As the author states, they have a sense or feeling of entitlement and prefer to lead lives that are not independent but rather in some sense freeloading off of the adults that are supposed to teach them some sense of responsibility or independence. This feeling of entitlement I can tell you are not just indicative of the affluent it reins in other social-economic classes as well. Added to the mix is the fact that over 20 percent, as the author states, of our population or about 60 million Americans fall into this category of relying on federal and state aid in order to pay rent, utilities and food. What he so aptly defines as “Free Money” as we enable our young and allow them to not work and depleting their sense of freedom and self-worth.
Let’s create two separate individuals. One we will call person A is self-reliant, self-sufficient and would not depend on government, family or any type of free money. The other Person B is the total opposite.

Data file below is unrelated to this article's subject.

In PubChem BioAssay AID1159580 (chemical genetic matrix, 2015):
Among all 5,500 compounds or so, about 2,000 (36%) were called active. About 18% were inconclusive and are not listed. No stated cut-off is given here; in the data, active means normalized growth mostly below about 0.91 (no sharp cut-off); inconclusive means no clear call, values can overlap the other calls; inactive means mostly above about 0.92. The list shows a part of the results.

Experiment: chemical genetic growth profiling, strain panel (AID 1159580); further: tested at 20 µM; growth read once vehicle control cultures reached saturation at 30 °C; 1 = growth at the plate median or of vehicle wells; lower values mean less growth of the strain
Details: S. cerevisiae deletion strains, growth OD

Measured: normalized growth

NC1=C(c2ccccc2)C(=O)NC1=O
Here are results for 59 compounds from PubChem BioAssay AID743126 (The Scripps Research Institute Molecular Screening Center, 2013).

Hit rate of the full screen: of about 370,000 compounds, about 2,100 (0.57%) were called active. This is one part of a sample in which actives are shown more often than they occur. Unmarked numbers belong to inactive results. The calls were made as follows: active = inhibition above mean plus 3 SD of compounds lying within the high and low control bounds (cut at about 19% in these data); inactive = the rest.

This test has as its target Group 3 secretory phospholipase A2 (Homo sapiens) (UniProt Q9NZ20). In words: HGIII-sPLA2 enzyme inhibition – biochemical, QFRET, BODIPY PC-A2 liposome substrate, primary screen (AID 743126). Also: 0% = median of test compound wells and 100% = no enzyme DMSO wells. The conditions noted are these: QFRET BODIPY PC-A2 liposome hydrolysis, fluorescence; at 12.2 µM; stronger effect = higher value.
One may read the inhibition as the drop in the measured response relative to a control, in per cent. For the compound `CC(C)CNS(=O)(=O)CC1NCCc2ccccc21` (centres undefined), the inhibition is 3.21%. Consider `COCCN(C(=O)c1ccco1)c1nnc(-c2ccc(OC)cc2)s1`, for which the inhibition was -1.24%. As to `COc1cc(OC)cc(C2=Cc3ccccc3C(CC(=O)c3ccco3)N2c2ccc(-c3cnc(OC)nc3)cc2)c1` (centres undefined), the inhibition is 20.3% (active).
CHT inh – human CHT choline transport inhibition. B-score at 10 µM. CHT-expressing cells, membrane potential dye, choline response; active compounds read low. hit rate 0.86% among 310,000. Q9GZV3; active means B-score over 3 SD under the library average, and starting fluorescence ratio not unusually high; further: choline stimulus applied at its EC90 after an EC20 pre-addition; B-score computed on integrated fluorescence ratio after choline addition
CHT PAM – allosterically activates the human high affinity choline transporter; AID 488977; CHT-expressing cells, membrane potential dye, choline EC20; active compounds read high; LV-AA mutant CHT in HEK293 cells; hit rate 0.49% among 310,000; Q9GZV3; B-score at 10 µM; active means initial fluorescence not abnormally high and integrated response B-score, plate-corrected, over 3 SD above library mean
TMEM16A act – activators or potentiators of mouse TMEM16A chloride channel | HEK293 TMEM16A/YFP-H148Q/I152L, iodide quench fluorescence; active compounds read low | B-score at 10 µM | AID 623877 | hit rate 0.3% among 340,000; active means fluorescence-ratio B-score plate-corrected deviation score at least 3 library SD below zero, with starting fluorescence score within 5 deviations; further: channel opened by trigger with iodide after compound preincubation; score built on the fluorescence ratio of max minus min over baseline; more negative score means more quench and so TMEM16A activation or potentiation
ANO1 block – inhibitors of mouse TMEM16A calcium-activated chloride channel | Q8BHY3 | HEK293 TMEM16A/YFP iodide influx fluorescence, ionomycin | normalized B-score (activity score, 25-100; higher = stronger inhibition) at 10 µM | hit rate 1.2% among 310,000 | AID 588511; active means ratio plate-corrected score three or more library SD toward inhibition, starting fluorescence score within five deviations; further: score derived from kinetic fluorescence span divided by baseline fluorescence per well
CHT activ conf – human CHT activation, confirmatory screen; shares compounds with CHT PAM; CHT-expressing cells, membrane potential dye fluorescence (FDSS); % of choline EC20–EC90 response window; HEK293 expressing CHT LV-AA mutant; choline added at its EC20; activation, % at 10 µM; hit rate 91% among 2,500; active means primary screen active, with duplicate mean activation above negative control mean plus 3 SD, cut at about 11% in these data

Depends on others to formulate opinions, decisions and definitely does not hesitate to take the easy way out by going on welfare, hoping his parents will back him financially and totally being enabled in order to exist.
In my review, I will describe the attributes of a person who is self-reliant and independent and then one who is economically and emotionally dependent and you decide for yourself which defines you, which you would rather be and what attributes of both you might possess or need to possess as I write my special and unique review of Economy Dependency Trap by Celvin Helin.
I am full of hope, full of self -esteem, able to make my own decisions and I do not need the approval of others in order to survive. I prefer working, making my own money and I would never allow myself to take free money from others.
Developing a healthy relationship with my family and friends, I support them when needed and reach out to them when I feel necessary. I would never take government handouts, welfare nor would I think that the world society owes me a living.